Spinning Silver is Naomi Novik's second retelling of a fairy tale. You do not need to read Uprooted before reading Spinning Silver (although I definitely recommend reading Uprooted).
It's hard to put in to words all the things I love about Spinning Silver. This is a slow moving tale with lots of characters. Novik expects you to pay attention; there are many first person narrators and you have to figure out who is speaking - she does not put their names at the start of each transition. The story begins and it builds. It builds and it builds and it builds, and characters are woven into the stories of the other characters and then into the main thread like an elaborate braid.
On page 1 we are told what the story of Rumpelstiltskin is about: "getting out of paying your debts." I thought about this all through the 465 pages that followed. Although the story is predictable in many ways - it is a fairy tale, after all - I had no idea how things were going to happen or resolve.
Three young women of about the same age but different circumstances anchor the stories. Although each has strengths she does not know yet, the women are not strong at the expensive of male characters being weak. Although I like strong female characters, I get tired of the "girl power" narratives that are dismissive of boys and men that are also good and strong. Spinning Silver is not one of those girl power narratives, although there is a LOT of female power.
Fairy tale characters are often caricatures, but Novik goes to the trouble to give depth to her characters. They grow and change. For example, Wanda is a poor girl with an abusive father and two brothers. Their mother is dead, after giving birth to a number of babies who died. She and the babies are buried beneath the white tree. Wanda does not love her brothers: "Love was buried with my mother. Sergey and Stepon were only more of the babies who made my mother sick." (p. 28) "They had taken her from me, all of them: Sergey and Stepon and the rest of those dead boys in the dirt. They had taken my mother. I had never wanted to share her with them. What right did they have to her?" (p. 31) But things begin to change when Wanda saves Sergey's life because Stepon loves Sergey, and eventually Wanda does love and respect her brothers.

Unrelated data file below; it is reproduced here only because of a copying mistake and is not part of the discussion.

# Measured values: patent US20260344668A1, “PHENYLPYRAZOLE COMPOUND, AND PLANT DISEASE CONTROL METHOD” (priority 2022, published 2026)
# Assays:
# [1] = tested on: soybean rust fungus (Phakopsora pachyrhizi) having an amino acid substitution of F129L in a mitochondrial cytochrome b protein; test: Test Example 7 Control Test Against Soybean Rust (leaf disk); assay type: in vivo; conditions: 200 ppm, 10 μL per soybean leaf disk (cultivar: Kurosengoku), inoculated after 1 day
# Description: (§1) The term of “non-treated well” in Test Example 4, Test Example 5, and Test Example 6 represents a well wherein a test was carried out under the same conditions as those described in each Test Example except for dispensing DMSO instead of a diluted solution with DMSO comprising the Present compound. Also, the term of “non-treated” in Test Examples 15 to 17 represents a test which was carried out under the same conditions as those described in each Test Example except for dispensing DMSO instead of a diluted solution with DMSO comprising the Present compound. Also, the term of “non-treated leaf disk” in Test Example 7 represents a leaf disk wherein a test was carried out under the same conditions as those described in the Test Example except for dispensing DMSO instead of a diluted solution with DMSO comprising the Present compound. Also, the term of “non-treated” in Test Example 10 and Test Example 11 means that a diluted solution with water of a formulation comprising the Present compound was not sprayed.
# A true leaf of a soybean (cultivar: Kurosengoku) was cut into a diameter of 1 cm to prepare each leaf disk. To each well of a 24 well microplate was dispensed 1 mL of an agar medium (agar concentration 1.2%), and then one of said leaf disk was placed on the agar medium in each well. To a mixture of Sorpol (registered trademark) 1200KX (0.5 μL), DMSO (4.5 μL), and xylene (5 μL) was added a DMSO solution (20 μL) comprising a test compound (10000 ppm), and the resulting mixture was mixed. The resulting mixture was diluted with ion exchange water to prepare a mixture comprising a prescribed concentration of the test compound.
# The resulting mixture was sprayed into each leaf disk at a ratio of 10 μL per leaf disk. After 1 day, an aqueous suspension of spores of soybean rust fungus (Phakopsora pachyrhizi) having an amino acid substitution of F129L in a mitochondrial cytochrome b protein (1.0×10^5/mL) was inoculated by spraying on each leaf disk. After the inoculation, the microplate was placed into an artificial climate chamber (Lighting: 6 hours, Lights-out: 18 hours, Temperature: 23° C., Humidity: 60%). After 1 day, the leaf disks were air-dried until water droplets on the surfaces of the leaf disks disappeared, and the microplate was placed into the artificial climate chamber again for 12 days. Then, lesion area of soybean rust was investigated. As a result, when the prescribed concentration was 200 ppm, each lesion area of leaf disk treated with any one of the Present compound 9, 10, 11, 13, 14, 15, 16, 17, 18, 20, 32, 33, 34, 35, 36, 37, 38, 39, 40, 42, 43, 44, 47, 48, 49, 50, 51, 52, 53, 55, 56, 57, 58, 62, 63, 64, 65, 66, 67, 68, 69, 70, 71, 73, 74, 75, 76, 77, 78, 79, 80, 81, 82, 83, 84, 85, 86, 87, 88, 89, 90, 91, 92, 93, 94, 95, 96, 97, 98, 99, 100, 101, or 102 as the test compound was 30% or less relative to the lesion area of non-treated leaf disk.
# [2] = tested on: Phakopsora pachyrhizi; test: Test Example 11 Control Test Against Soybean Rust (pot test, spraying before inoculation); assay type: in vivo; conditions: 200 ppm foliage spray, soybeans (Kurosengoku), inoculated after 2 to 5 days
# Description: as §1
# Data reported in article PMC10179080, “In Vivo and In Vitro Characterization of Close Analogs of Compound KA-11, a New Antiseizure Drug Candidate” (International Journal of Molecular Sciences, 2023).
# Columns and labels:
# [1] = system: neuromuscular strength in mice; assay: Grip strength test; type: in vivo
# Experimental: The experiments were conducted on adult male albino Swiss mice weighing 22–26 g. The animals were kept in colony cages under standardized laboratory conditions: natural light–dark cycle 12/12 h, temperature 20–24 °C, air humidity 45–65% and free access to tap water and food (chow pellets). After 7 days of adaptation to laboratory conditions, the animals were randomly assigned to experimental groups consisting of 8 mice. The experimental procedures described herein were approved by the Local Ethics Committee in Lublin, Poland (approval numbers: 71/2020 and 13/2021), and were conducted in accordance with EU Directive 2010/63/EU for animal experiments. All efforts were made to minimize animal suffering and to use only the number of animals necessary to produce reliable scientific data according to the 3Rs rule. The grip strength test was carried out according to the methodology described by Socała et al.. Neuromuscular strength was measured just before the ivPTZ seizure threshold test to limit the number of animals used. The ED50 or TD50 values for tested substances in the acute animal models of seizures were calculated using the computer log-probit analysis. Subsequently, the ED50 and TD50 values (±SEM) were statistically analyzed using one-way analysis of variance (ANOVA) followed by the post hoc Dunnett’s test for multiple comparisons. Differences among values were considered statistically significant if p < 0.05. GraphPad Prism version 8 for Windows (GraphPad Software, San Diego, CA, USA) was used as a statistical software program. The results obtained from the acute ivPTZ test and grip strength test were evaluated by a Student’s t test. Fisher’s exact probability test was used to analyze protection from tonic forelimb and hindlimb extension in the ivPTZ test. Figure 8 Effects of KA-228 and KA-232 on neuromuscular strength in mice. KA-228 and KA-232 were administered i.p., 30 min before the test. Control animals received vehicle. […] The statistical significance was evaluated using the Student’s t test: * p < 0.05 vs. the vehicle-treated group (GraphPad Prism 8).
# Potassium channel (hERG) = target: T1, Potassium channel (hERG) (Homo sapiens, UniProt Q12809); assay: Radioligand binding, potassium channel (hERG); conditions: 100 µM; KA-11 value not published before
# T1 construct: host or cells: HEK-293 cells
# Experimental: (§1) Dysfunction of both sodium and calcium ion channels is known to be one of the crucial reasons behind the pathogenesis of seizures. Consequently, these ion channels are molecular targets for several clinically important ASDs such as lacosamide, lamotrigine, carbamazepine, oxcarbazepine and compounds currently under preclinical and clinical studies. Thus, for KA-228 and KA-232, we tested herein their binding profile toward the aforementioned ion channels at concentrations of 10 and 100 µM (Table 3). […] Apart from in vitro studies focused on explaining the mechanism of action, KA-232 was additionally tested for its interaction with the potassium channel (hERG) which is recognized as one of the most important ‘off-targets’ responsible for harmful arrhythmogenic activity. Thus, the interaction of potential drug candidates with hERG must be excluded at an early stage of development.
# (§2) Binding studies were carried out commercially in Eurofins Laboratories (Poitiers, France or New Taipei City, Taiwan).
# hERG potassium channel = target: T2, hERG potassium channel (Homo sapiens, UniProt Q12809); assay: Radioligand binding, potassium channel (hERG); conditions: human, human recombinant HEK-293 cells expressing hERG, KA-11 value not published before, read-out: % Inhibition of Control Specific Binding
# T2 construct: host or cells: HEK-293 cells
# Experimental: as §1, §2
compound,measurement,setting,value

Although there are marriages in this book, there are way more kinds of love than romantic love. Love of a parent for a child, of a brother for a sister, of a neighbor for a neighbor, of a mistress for a servant, of a parent for someone else's child. Spinning Silver is filled with toil and trials, but also friendship and honor.
There are bad characters in the book, but there are also complex characters. Even the cruel fae king of winter is just trying to save his people. Even the demon-possessed tsar has reasons for being angry and indifferent.
There is a lot about being Jewish in this book, without being anti anything else. Jews are loathed, but people need the moneylender and the banker and the jeweler all the same. And even this old story is told with a hope for change.
Often in fantasy I either don't understand how the magic works or don't find it believable. Novik builds and layers the magic of her world in a way that I totally bought in to. If there were inconsistencies, I didn't notice them.
Wow, I've really said a lot about this book. If you like thoughtful, slow building, engrossing world building and interesting characters, you may enjoy Spinning Silver, and Uprooted as well. The Galesburg Public Library owns Spinning Silver in print and as an ebook.